Some of us gals had a Homemade for the Holidays tea and craft day at church a week ago. The center of the room was decorated with four tea tables - pretty with real china. Around the perimeter of the room were a variety of craft stations. I did a needlefelting station. There was mug decorating, jewelry making, scrapbooking, card making, Eukranian egg making, beaded angel ornaments, and quilting stations too. A full day with three tea times and mainly females coming and going (I'd say ladies, but some were young girls, and occasional boys and men). It was a great day that we're going to do again!

I've been practicing tie-dying. We're soon going to Travis and Sarah's and I don't want to practice on Sarah's curtains. She got some really long white curtains at a yard-sale that'll fit nice over their stairwell window. We're going to stripy dye them (as opposed to typical circle tie-dye). I got some queen-sized sheets for their guest bed and been practicing on them. I did initial dying Monday before Monte and me left for Texas. But when I undid the rubber bands when we'd gotten home, there was still too much white sheet showing, so I re-rubber-banded (tied) them and over-dyed them. I'll open them in a bit and see ... and take a picture. Today I decided to bind up a long strip and do all the dye colors I had made up thinking of their home colors (and my laundry room colors, which I'm going to dye curtains for too, later). That way, rather than little catalog color swatches, we can see what they REALLY look like. (I ran errands yesterday and one checkout gal remarked about my hands looking like I've been having fun - I didn't wear gloves yesterday, so my hands were stained a variety of colors!)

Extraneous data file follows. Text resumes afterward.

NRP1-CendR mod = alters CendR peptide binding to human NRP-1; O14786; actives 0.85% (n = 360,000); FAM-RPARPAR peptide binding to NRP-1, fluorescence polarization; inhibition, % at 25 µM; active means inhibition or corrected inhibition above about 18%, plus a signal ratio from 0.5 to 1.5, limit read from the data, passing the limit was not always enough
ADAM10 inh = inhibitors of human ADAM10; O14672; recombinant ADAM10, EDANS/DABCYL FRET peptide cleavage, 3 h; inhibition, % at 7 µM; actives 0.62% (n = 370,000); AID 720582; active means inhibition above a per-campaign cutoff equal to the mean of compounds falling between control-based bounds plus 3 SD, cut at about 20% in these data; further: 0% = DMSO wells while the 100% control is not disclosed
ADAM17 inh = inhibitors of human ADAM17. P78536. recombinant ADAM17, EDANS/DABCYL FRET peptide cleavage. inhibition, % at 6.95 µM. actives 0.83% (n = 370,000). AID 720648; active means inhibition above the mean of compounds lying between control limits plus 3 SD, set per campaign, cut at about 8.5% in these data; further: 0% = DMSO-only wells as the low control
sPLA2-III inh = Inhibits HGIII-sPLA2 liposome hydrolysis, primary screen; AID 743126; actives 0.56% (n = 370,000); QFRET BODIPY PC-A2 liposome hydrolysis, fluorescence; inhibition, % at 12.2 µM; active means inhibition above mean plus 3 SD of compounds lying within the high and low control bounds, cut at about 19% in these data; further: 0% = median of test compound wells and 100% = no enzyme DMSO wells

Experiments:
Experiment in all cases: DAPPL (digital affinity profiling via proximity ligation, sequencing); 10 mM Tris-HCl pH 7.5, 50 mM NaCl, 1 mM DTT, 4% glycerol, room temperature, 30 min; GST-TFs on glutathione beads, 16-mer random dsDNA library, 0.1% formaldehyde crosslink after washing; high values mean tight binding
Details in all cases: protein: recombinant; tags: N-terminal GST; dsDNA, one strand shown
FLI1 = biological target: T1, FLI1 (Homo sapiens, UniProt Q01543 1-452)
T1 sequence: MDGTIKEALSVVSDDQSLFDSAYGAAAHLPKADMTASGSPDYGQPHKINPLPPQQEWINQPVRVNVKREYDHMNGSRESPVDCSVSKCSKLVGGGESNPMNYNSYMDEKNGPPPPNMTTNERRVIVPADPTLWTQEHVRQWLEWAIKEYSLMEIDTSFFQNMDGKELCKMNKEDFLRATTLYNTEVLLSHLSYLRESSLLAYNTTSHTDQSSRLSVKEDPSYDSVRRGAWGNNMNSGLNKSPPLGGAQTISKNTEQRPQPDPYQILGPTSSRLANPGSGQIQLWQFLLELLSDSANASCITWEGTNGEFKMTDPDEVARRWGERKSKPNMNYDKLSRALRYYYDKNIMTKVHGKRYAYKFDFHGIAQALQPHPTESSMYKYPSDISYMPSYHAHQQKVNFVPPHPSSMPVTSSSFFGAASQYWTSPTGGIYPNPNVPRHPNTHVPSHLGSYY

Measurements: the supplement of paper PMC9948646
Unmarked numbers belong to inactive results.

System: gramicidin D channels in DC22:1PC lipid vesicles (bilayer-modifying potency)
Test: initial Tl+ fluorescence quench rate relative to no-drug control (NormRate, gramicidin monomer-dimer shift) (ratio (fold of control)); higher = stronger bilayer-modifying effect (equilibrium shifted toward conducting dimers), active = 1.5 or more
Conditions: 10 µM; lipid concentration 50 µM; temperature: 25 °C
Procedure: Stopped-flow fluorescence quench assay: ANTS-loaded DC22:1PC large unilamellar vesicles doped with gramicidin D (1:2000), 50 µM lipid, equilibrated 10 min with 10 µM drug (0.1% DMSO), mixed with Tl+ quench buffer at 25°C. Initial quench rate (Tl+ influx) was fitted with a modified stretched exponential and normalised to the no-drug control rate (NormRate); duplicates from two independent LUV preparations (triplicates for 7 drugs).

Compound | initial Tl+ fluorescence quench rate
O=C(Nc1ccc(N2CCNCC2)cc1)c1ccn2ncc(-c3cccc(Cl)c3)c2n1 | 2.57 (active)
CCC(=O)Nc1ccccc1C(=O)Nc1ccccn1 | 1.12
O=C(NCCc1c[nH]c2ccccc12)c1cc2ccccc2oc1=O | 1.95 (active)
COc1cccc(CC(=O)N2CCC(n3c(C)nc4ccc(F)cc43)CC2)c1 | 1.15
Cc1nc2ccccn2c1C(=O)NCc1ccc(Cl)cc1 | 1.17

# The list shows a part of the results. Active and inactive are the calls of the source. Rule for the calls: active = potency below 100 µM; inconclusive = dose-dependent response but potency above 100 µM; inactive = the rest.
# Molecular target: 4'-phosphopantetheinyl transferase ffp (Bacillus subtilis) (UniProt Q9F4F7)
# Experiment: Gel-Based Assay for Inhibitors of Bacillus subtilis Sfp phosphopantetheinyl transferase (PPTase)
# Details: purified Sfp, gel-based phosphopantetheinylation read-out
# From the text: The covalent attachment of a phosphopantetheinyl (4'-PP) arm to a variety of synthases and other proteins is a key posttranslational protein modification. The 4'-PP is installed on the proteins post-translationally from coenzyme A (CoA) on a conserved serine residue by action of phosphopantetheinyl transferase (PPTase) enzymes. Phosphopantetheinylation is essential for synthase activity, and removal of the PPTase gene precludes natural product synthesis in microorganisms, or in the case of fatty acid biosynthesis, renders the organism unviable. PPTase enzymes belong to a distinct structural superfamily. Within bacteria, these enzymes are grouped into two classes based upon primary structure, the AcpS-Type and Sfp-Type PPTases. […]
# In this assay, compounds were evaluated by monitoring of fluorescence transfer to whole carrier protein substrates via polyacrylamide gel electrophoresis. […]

I'm posting a picture off of Facebook of Travis and Sarah I like. And Dawson's holding a baby blanket Sarah crocheted, and then there's a picture of pregnant Sarah. Sarah's about to have a baby shower cuz her family is going to be here for Thanksgiving.

Then there's a picture of Dawson and Splarah dressed for a Halloween party. Splarah is Little Red Riding Hood. Dawson forged/welded his head-piece and is wearing the chain-mail he made several years ago.

I noticed a picture Dawson took of our mailboxes at the base of our road (a mile away) from that last snow storm we missed and Dawson said was up to his waist. Most of it melted, except the north slopes will be snow-covered from here on.

Today is Monte's and my anniversary.

What's cooking? Butternut squash and turkey meatballs are in the oven. I roasted garlic in olive oil and drained it into a cast-iron skillet and just made croutons for the garlic egg-drop soup we're having too. Then a salad will round off the meal. The cookstove is hot, the great room is cozy, and it's snowing outside. Time to eat.